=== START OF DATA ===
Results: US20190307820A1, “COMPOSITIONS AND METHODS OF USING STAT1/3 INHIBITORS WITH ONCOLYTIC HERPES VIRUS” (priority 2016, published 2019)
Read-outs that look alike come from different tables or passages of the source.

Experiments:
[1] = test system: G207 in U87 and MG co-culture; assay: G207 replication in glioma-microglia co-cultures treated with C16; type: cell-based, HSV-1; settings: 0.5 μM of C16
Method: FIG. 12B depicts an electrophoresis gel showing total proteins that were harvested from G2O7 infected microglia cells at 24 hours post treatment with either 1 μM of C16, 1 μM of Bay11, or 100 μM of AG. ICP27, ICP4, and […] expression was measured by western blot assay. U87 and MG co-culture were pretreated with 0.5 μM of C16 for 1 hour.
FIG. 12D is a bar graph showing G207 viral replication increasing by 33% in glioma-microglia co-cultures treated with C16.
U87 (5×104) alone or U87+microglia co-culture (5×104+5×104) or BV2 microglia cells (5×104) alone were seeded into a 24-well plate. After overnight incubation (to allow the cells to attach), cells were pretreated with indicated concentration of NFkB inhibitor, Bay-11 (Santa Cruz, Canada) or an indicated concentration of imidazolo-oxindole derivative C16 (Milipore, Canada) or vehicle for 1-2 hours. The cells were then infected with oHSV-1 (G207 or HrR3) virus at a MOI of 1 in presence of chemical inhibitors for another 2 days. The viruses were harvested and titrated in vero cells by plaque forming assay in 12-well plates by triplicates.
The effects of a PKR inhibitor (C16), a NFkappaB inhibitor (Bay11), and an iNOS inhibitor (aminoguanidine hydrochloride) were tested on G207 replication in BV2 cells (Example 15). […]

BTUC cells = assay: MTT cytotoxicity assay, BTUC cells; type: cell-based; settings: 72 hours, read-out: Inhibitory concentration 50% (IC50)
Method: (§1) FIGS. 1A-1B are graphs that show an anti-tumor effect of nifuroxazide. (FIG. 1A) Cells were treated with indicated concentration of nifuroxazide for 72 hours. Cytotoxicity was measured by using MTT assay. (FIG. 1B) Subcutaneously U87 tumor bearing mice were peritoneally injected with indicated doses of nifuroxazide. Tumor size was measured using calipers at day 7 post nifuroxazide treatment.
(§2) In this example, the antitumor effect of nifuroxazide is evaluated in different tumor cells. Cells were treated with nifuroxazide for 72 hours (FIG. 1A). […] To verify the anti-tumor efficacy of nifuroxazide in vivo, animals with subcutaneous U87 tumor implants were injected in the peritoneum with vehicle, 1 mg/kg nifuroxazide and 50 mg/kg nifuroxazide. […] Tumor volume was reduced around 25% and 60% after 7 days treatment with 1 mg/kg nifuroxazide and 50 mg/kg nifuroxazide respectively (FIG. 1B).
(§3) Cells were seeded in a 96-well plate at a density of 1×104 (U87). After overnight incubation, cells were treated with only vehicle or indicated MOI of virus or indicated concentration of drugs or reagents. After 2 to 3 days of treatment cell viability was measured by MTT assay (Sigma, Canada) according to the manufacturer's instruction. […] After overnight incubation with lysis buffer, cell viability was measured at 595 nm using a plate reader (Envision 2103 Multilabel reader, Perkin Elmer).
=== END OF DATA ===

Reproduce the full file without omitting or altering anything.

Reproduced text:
Results: US20190307820A1, “COMPOSITIONS AND METHODS OF USING STAT1/3 INHIBITORS WITH ONCOLYTIC HERPES VIRUS” (priority 2016, published 2019)
Read-outs that look alike come from different tables or passages of the source.

Experiments:
[1] = test system: G207 in U87 and MG co-culture; assay: G207 replication in glioma-microglia co-cultures treated with C16; type: cell-based, HSV-1; settings: 0.5 μM of C16
Method: FIG. 12B depicts an electrophoresis gel showing total proteins that were harvested from G2O7 infected microglia cells at 24 hours post treatment with either 1 μM of C16, 1 μM of Bay11, or 100 μM of AG. ICP27, ICP4, and […] expression was measured by western blot assay. U87 and MG co-culture were pretreated with 0.5 μM of C16 for 1 hour.
FIG. 12D is a bar graph showing G207 viral replication increasing by 33% in glioma-microglia co-cultures treated with C16.
U87 (5×104) alone or U87+microglia co-culture (5×104+5×104) or BV2 microglia cells (5×104) alone were seeded into a 24-well plate. After overnight incubation (to allow the cells to attach), cells were pretreated with indicated concentration of NFkB inhibitor, Bay-11 (Santa Cruz, Canada) or an indicated concentration of imidazolo-oxindole derivative C16 (Milipore, Canada) or vehicle for 1-2 hours. The cells were then infected with oHSV-1 (G207 or HrR3) virus at a MOI of 1 in presence of chemical inhibitors for another 2 days. The viruses were harvested and titrated in vero cells by plaque forming assay in 12-well plates by triplicates.
The effects of a PKR inhibitor (C16), a NFkappaB inhibitor (Bay11), and an iNOS inhibitor (aminoguanidine hydrochloride) were tested on G207 replication in BV2 cells (Example 15). […]

BTUC cells = assay: MTT cytotoxicity assay, BTUC cells; type: cell-based; settings: 72 hours, read-out: Inhibitory concentration 50% (IC50)
Method: (§1) FIGS. 1A-1B are graphs that show an anti-tumor effect of nifuroxazide. (FIG. 1A) Cells were treated with indicated concentration of nifuroxazide for 72 hours. Cytotoxicity was measured by using MTT assay. (FIG. 1B) Subcutaneously U87 tumor bearing mice were peritoneally injected with indicated doses of nifuroxazide. Tumor size was measured using calipers at day 7 post nifuroxazide treatment.
(§2) In this example, the antitumor effect of nifuroxazide is evaluated in different tumor cells. Cells were treated with nifuroxazide for 72 hours (FIG. 1A). […] To verify the anti-tumor efficacy of nifuroxazide in vivo, animals with subcutaneous U87 tumor implants were injected in the peritoneum with vehicle, 1 mg/kg nifuroxazide and 50 mg/kg nifuroxazide. […] Tumor volume was reduced around 25% and 60% after 7 days treatment with 1 mg/kg nifuroxazide and 50 mg/kg nifuroxazide respectively (FIG. 1B).
(§3) Cells were seeded in a 96-well plate at a density of 1×104 (U87). After overnight incubation, cells were treated with only vehicle or indicated MOI of virus or indicated concentration of drugs or reagents. After 2 to 3 days of treatment cell viability was measured by MTT assay (Sigma, Canada) according to the manufacturer's instruction. […] After overnight incubation with lysis buffer, cell viability was measured at 595 nm using a plate reader (Envision 2103 Multilabel reader, Perkin Elmer).